Eager to assume that position, and terrified of losing it, Macbeth's mind descends rapidly into madness through fear and guilt ("O! full of scorpions is my mind, dear wife!"). There's no hopeful defiance here, just a thin surface of putting on face, seeking further reassurance from the witches of the inviolability of his position ("To be thus is nothing, but to be safely thus..."), while underneath, eaten by guilt, always fearing that the game is up. Prophesy has already spoken for Banquo's line, and the weird sisters of consequence will take a path that no man has the power to master or alter.
As such, under Eve Best's direction, this is not the familiar or classic murderous team of ambitious monsters that one often sees in Macbeth and his wife. It's a study of pathology that makes the work all the more dreadfully compelling. It's important to understand Macbeth's state of mind, and Joseph Millson's interpretation of Macbeth pushes the limits of the text towards those ends. There's a little too much pausing and peculiarities introduced on his part and those of others towards finding a new way to phrase familiar lines. There's also an awful lot of nerve-shattering roaring. Occasionally the continual ratcheting of tensions - aided with pounding drumming - provokes some unintended laughs from the audience in some of the darkest moments of madness, as in the scene of Banquo's apparition. But, my goodness, any relief at all is welcome from the relentless sound and fury of this production.
Globe on Screen's Macbeth is released on DVD by Opus Arte. The DVD is dual-layer, and encoded in NTSC format for international compatibility. The disc is region-free.
The Globe productions are of course all filmed in High Definition, and some of them have found their way in that format onto Blu-ray discs, but as with the releases of the 2012 productions of Twelfth Night, Henry V and The Taming of the Shrew, the 2013 productions of The Tempest, Macbeth and A Midsummer Night's Dream are released on DVD only. The video quality for Macbeth is reasonably good for Standard Definition NTSC. The earlier scenes, enhanced by natural daylight in the open-roofed theatre, are relatively clear and detailed. As the evening draws in, the reddish tone of the lighting dominates and doesn't allow quite as much detail and definition. On a regular screen this will be of little consequence and more than adequate, but viewed on a larger television or projected, the deficiencies will be more evident in detail, contrast and skin tones.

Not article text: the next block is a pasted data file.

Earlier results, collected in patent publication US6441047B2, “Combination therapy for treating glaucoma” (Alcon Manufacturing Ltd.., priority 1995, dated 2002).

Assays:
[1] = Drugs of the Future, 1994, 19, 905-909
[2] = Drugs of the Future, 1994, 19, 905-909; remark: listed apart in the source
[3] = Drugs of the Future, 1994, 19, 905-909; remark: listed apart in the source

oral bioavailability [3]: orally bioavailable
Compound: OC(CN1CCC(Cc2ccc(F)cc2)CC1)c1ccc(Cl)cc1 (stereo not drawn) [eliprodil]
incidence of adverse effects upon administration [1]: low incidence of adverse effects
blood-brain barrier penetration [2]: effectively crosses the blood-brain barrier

The audio tracks are plain Dolby Digital 2.0 stereo and Dolby Digital 5.1 surround. The soundtracks are probably even more vital than the quality of the video transfer, and thankfully the recording of the live performance is good. Due to the nature of the live recording and the use of microphones however, it can be a little bit booming and not greatly equalised. This makes it difficult to settle on an acceptable volume level that allows you to hear the dialogue without being deafened by the louder elements of drumming, music and high pitched roaring and yelling of the acting.
Optional white subtitles are available in English, French and German only. Other than a Cast Gallery there are no extra features on the disc, but there is an essay and an outline synopsis included in the booklet that comes with the DVD. In it, Michael Dobson proposes Macbeth being perhaps the most realistic view of a marriage in all of Shakespeare. That's a view that will surprise many and he makes a good case for this argument in an interesting article, but it's not really a view that is borne out in this particular production.
You can always count on the Globe Theatre to deliver a rivetting production of Shakespeare's works, and all the usual crowd-engaging qualities are evident in their 2013 Macbeth. The stage direction, the tone and the focus all play well to present a coherent vision for the subject that has good performances and a few distinctive touches. The acting style can be more than a little shouty and the bleakness of the production does rather mercilessly put the audience through the mill this time, but this is as dark and devastating a production of Macbeth as you can expect to find.